# # Bifunctor

## # Common instances of Bifunctor

### # Two-element tuples

`(,)`

is an example of a type that has a `Bifunctor`

instance.

```
instance Bifunctor (,) where
bimap f g (x, y) = (f x, g y)
```

`bimap`

takes a pair of functions and applies them to the tuple's respective components.

```
bimap (+ 2) (++ "nie") (3, "john") --> (5,"johnnie")
bimap ceiling length (3.5 :: Double, "john" :: String) --> (4,4)
```

### # `Either`

`Either`

's instance of `Bifunctor`

selects one of the two functions to apply depending on whether the value is `Left`

or `Right`

.

```
instance Bifunctor Either where
bimap f g (Left x) = Left (f x)
bimap f g (Right y) = Right (g y)
```

## # Definition of Bifunctor

`Bifunctor`

is the class of types with two type parameters (`f :: * -> * -> *`

), both of which can be covariantly mapped over simultaneously.

```
class Bifunctor f where
bimap :: (a -> c) -> (b -> d) -> f a b -> f c d
```

`bimap`

can be thought of as applying a pair of `fmap`

operations to a datatype.

A correct instance of `Bifunctor`

for a type `f`

must satisfy the **bifunctor laws**, which are analogous to the **functor laws** (opens new window):

```
bimap id id = id -- identity
bimap (f . g) (h . i) = bimap f h . bimap g i -- composition
```

The `Bifunctor`

class is found in the `Data.Bifunctor`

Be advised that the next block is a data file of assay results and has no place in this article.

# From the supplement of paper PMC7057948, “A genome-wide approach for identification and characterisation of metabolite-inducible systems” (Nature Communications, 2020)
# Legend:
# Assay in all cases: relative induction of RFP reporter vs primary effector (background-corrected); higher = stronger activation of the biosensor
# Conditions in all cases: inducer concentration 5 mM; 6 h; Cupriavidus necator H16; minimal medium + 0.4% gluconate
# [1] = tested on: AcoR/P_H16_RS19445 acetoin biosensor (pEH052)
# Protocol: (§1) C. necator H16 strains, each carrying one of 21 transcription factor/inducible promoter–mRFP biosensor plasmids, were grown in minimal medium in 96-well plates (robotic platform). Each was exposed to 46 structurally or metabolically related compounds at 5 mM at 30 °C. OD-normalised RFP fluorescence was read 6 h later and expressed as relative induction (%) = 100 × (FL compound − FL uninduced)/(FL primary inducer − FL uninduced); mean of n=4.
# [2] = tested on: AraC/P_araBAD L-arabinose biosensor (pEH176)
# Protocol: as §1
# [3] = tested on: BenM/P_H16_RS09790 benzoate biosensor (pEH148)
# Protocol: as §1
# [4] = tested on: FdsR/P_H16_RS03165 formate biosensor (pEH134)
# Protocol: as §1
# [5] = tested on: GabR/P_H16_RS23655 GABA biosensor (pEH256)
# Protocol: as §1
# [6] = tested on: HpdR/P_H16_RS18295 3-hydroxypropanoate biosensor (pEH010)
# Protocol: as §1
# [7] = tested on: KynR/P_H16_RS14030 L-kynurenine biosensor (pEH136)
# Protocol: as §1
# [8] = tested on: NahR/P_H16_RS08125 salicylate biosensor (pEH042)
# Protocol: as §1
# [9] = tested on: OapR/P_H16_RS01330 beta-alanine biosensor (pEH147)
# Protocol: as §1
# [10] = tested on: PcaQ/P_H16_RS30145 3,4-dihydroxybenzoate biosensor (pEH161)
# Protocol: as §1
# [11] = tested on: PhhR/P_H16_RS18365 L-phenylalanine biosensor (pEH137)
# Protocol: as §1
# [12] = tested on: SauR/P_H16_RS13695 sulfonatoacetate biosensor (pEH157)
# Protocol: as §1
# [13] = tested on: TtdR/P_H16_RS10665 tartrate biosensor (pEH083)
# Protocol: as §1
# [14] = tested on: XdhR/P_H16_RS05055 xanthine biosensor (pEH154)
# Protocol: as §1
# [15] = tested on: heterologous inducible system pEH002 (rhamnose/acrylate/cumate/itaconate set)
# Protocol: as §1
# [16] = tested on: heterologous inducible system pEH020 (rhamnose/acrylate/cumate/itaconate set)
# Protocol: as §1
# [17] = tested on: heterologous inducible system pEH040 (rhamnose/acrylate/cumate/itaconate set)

module. For GHC versions >7.10, this module is bundled with the compiler; for earlier versions you need to install the `bifunctors`

package.

## # first and second

If mapping covariantly over only the first argument, or only the second argument, is desired, then `first`

or `second`

ought to be used (in lieu of `bimap`

).

```
first :: Bifunctor f => (a -> c) -> f a b -> f c b
first f = bimap f id
second :: Bifunctor f => (b -> d) -> f a b -> f a d
second g = bimap id g
```

For example,

```
ghci> second (+ 2) (Right 40)
Right 42
ghci> second (+ 2) (Left "uh oh")
Left "uh oh"
```

#### # Syntax

- bimap :: (a -> b) -> (c -> d) -> p a c -> p b d
- first :: (a -> b) -> p a c -> p b c
- second :: (b -> c) -> p a b -> p a c

#### # Remarks

A run of the mill `Functor`

is covariant in a **single** type parameter. For instance, if `f`

is a `Functor`

, then given an `f a`

, and a function of the form `a -> b`

, one can obtain an `f b`

(through the use of `fmap`

).

A `Bifunctor`

is covariant in **two** type parameters. If `f`

is a `Bifunctor`

, then given an `f a b`

, and two functions, one from `a -> c`

, and another from `b -> d`

, then one can obtain an `f c d`

(using `bimap`

).

`first`

should be thought of as an `fmap`

over the first type parameter, `second`

as an `fmap`

over the second, and `bimap`

should be conceived as mapping two functions covariantly over the first and second type parameters, respectively.